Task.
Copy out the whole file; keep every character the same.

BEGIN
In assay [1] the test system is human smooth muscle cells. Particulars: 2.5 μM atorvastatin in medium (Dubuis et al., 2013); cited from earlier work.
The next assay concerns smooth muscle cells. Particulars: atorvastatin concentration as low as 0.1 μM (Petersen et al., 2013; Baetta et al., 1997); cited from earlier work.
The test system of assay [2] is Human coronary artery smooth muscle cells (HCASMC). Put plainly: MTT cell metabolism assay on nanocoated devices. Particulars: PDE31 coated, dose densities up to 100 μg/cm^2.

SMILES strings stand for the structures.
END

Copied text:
In assay [1] the test system is human smooth muscle cells. Particulars: 2.5 μM atorvastatin in medium (Dubuis et al., 2013); cited from earlier work.
The next assay concerns smooth muscle cells. Particulars: atorvastatin concentration as low as 0.1 μM (Petersen et al., 2013; Baetta et al., 1997); cited from earlier work.
The test system of assay [2] is Human coronary artery smooth muscle cells (HCASMC). Put plainly: MTT cell metabolism assay on nanocoated devices. Particulars: PDE31 coated, dose densities up to 100 μg/cm^2.

SMILES strings stand for the structures.